Dear Visitor,


History of the area

The area around the Waal and Rhine rivers has been inhabited since the Stone Age. The many floods have made its soil very fertile. During the Roman era this part of the Netherlands was already densely populated. The rivers were and still are excellent shipping routes for trade. In the third century the climate deteriorated and many people went to live elsewhere. Only at around the year 1000, population was on the rise again. The villages of Waardenburg and Neerijnen are already mentioned in manuscripts of this era. Gradually, dikes were built in the area. At the close of the Middle Ages all of the necessary embankments had been completed.

The region around Waardenburg, roughly following the banks of the rivers Rhine and Waal and the adjoining plains, is called ‘Betuwe’ and belongs to the province of Gelderland. Until 1978 Waardenburg was an independent municipality, like many other villages in the Betuwe. The village is situated right next to the A2 motorway and has the Utrecht-Den Bosch railway running through it. During the Second World War the Waardenburg train station was severely damaged by bombing. Afterwards, it was restored in its entirety, but unfortunately demolished thereafter, in 1973.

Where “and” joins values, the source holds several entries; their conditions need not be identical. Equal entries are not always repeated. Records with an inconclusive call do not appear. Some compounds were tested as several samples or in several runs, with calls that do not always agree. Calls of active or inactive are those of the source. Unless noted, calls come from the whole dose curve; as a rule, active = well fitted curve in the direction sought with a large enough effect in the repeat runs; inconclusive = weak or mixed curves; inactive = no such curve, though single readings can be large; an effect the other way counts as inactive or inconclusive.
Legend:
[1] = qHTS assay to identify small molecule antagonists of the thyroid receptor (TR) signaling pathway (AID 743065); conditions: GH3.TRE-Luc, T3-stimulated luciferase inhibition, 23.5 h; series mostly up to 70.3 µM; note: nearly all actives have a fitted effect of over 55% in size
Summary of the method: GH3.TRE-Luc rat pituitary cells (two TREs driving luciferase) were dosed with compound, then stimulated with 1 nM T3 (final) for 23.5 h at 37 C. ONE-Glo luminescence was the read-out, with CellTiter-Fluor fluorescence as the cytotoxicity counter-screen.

In 1978 Waardenburg became part of the municipality of Neerijnen. The municipialities of Haaften, Est en Opijn, Varik and Ophemert were also added to Neerijnen. As a result, the municipality of Neerijnen now consist of the ten small villages Hellouw, Haaften, Tuil, Waardenburg, Neerijnen, Opijnen, Est, Heessels, Varik and Ophemert, as well as the three hamlets Snelleveld, Hattelaar, and partly, Zennewijnen. The result of these governmental changes is that the municipality of Neerijnen now counts as much as 96 national monuments and 148 municipal monuments.